Kite-flying enthusiasts have gathered from around the world for the 19th International Kite festival in Ahmedabad. More than 163 kite-flying enthusiasts from 36 countries will compete in the five-day long festival which starts today. Each and every kite is unique in color, designs, and size. Some are more than 50 feet in diameter.
Kites has a very ancient kite tradition. Most people believe that kites were brought into India by Chinese travelers F Hien and Huin Tsang. Patang or guddi as it is more commonly known, are made of tissue paper, and bamboo. And almost all Indian kites have a very similar shape and that is of a diamond tissue paper with a center spine and a single bow intersecting the spine.
Kites are a part of everyday life in India. The anxiety and the energy that runs over many a rooftops during pench larana or kite fighting evokes immense nostalgia. The tradition is passed onto kids from their elder brother or father or cousins. or they will pick up the tricks of the trade while assisting their seniors by holding the charkhi or the roll on which glass coated thread or manjha is wound, and keeping the line free of tangles. If you are a good assistant, you would grow up to be a good kite fighter!
Many a afternoons will be spent on the rooftop in kite fighting. Many take it as a leisure activity, and others use it as a means to vote! Many toss a coin and set the rules of distance, and position of attack.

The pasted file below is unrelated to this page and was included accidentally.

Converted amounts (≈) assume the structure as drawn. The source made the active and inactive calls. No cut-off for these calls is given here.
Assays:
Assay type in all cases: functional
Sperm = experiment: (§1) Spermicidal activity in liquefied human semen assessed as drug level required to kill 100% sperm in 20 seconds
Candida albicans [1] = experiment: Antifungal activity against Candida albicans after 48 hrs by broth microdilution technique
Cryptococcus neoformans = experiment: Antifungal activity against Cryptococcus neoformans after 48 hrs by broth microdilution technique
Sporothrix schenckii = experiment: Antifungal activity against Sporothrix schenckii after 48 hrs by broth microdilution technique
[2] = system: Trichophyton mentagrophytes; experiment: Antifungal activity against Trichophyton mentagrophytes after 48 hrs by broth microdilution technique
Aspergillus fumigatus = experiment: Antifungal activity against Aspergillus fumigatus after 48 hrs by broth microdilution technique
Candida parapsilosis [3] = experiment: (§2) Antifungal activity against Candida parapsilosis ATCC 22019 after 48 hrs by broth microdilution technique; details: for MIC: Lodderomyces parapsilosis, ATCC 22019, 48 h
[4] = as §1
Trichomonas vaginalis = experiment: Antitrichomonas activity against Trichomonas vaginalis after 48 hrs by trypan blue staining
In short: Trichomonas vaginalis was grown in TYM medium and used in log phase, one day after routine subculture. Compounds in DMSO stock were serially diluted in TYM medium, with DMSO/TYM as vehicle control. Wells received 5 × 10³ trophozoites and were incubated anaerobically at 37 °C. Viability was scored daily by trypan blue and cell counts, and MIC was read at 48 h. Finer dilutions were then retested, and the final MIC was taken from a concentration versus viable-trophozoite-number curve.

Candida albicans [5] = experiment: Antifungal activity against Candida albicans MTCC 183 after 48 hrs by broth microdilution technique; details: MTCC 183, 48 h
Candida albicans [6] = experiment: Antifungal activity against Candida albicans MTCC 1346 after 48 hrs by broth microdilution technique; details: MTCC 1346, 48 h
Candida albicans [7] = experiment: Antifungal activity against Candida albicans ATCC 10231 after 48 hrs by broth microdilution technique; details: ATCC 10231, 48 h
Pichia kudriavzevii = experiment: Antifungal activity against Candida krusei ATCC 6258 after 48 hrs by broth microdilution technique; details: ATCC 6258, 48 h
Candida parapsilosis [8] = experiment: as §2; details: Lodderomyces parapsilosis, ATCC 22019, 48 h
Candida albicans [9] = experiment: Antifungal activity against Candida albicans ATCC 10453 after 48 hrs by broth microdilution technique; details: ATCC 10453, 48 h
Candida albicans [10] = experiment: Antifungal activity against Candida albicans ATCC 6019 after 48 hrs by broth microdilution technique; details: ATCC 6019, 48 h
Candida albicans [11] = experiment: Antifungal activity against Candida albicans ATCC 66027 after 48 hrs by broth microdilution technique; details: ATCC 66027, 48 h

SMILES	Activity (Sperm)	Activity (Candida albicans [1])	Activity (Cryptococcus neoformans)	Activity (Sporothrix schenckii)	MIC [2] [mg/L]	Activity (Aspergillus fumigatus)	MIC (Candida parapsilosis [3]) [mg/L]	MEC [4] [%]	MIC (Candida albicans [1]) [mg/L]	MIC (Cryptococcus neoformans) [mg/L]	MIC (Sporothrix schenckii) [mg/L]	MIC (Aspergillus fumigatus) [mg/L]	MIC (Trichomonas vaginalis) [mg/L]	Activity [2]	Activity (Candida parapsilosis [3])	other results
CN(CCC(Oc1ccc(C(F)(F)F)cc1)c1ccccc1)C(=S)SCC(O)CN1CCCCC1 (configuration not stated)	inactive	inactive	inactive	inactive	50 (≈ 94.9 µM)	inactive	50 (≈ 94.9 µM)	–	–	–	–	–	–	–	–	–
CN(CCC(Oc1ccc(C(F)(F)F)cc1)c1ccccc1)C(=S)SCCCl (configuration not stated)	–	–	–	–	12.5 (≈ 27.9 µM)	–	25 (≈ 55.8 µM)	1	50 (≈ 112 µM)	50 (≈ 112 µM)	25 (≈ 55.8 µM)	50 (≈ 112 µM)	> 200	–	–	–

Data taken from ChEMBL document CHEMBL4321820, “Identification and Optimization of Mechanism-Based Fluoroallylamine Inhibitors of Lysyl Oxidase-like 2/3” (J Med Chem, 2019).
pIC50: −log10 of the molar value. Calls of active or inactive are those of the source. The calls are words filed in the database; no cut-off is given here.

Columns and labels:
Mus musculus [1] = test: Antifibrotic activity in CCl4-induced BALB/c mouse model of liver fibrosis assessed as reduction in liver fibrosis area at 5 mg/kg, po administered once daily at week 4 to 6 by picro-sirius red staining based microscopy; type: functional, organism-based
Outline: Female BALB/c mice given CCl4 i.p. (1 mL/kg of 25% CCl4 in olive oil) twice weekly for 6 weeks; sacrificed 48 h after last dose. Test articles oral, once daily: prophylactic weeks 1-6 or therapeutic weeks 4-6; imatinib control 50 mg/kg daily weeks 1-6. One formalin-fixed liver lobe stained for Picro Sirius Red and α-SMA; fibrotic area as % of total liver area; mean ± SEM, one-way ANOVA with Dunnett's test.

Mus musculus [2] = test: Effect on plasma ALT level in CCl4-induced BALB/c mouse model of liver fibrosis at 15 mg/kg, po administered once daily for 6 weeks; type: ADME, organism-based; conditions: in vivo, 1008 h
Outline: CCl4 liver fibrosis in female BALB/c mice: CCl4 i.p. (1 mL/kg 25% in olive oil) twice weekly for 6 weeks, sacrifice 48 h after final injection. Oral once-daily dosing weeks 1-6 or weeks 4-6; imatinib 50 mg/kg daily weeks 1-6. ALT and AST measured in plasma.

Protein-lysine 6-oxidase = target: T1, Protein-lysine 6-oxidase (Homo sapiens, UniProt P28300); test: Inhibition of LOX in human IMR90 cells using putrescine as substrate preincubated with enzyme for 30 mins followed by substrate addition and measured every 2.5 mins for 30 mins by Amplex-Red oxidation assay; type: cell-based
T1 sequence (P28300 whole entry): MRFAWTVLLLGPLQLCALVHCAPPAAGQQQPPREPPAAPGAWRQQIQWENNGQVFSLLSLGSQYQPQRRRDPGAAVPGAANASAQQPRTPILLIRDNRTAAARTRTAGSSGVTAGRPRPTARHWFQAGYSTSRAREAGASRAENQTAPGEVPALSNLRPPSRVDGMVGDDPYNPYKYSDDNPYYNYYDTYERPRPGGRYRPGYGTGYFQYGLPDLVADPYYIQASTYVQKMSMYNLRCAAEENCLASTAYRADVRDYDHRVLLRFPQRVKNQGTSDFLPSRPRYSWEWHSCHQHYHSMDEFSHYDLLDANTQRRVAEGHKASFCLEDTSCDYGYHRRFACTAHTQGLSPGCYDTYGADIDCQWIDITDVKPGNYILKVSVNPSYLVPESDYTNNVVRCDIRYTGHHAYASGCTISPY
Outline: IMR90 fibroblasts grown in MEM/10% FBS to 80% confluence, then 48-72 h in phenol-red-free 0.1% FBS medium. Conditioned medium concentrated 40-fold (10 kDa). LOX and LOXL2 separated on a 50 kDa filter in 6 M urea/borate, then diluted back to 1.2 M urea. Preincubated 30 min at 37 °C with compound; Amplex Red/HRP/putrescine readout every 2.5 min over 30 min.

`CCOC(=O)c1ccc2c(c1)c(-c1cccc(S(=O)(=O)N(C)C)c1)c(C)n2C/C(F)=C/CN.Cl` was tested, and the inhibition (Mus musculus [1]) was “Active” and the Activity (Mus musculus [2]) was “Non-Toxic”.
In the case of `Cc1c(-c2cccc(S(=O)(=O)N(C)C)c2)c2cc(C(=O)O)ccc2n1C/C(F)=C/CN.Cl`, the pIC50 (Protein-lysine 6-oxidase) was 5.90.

So what exactly is kite fighting? Once the kite flyers indicate that they are ready, the referee gives the signal for the battle to begin. Your objective is to cut the opponent’s kite string by either giving dheel (by leeting out line) or by khainch (pulling the string tightly). Once the kite is cut, it belongs to the person who cuts it, and is declared the winner.
Kites are also an important part of the festival Makar Shakranti which is held on January 14 of every year. Millions of kites will fly in the sky on this festival. International festivals in Jaipur and Ahmedabad coincide with this festival.
Just a fragile piece of paper and two pieces of bamboo, but still such an integral part of our lives and tradition. For centuries kites have connected the people by crossing the boundaries of caste, color, reliogion, and even nationality, and soared the spirits of each into limitless blue skies.